Nationalism demands strong heroic (normally male) characters and Eastern European under the post-war regimes were full of ‘men of the people’. Polish cinema in particular is teeming with examples of hard working men who lived off the land and rose to glory for the good of the nation. Not to be outdone, Czechoslovakia had a strong tradition in that area, and whilst Czech cinema may be more well-known today, Slovakia wasn’t far behind.

When Dragon (Radovan Lukavský) returns to his village from exile the locals are all of a flutter. Is he going to take revenge for the injustice which was done to him, both by the residents as a whole and to Simon (Gustáv Valach) who has married his former lover, Eva (Emília Vásáryová)? When a fire threatens an area where the village’s cattle are grazing, Dragon volunteers to rescue them. He is accompanied by the rather anxious Simon.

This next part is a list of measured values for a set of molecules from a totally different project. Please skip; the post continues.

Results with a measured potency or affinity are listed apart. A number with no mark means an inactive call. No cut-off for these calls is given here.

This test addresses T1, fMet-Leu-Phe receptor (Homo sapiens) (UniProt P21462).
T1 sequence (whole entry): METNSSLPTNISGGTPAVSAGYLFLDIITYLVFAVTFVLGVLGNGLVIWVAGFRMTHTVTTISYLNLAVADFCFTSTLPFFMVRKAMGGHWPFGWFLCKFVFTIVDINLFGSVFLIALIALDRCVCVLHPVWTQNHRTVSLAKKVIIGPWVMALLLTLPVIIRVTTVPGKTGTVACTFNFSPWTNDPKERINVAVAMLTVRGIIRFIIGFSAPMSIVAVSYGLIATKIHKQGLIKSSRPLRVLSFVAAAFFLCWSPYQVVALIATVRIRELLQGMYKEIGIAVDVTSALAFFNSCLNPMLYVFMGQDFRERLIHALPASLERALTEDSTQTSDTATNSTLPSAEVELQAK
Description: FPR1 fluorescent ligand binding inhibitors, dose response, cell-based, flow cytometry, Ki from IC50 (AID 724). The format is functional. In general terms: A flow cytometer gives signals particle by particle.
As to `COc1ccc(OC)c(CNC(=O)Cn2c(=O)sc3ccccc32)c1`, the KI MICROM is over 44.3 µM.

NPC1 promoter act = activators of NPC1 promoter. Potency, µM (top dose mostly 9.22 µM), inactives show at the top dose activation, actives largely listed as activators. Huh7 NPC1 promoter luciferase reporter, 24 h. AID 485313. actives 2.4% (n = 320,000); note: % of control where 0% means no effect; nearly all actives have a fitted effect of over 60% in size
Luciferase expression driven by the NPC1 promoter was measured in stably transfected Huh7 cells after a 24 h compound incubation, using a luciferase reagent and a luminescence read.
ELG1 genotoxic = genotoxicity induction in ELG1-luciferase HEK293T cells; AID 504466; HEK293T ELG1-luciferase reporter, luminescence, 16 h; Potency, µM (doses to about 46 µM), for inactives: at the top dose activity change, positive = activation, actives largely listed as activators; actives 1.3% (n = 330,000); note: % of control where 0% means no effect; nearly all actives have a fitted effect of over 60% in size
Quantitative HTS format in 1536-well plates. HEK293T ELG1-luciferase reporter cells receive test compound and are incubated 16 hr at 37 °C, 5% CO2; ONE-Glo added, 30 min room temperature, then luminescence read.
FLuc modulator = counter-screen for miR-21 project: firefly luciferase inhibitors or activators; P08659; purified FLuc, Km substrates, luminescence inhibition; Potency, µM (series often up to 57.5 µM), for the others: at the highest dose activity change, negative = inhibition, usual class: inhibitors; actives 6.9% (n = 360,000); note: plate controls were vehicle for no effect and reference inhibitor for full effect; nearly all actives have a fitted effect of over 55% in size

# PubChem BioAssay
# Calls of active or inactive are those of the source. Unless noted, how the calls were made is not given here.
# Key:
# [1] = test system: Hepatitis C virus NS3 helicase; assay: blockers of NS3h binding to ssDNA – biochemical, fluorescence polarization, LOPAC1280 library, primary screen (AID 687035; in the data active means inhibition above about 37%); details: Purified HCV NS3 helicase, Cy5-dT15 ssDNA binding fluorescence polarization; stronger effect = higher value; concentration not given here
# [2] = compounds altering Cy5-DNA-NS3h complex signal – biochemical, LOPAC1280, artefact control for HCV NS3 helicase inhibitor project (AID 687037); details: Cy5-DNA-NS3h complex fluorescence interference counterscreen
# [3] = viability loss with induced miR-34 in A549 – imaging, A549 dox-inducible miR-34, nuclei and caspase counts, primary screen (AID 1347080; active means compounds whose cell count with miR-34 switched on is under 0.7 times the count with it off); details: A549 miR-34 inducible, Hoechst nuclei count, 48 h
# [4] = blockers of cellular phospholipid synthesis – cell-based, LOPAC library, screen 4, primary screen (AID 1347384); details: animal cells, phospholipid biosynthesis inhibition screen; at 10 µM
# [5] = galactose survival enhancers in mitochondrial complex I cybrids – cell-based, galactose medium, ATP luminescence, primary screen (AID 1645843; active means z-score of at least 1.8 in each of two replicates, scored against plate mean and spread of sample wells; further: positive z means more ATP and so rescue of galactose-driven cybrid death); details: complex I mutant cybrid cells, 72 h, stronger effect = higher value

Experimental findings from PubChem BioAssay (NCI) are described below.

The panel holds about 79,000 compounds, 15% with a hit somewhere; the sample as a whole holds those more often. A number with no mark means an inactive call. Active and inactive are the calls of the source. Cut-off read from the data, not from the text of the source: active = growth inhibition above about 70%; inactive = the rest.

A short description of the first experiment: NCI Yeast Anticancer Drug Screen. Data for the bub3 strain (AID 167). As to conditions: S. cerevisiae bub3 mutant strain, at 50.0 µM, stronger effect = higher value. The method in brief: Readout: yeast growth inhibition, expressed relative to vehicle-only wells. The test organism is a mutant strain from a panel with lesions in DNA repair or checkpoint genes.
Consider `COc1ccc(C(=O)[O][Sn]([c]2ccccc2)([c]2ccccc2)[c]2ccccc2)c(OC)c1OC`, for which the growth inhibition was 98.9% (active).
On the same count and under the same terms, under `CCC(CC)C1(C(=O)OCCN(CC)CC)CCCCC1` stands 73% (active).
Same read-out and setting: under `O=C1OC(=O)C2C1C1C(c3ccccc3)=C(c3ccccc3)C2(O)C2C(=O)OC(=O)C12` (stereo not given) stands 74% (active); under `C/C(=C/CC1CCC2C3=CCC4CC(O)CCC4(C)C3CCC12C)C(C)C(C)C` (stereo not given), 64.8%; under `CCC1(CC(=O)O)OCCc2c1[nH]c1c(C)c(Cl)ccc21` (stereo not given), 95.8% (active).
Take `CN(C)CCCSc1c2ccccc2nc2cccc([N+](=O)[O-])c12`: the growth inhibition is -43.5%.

Dragon’s Return is a tale of suspicion, loneliness and redemption. Dragon has to win over the locals after being driven out due to their superstitions, finds himself coming up against stern resistance. Eduard Grecner’s film plays out like a medieval poem; one man’s quest for acceptance, love and a place in the world. The beautiful cinematography helps to shroud the film in a layer of mystery and intrigue as Dragon’s Return beguiles and enchants.

Dragon’s Return is released on DVD by Second Run and is out now.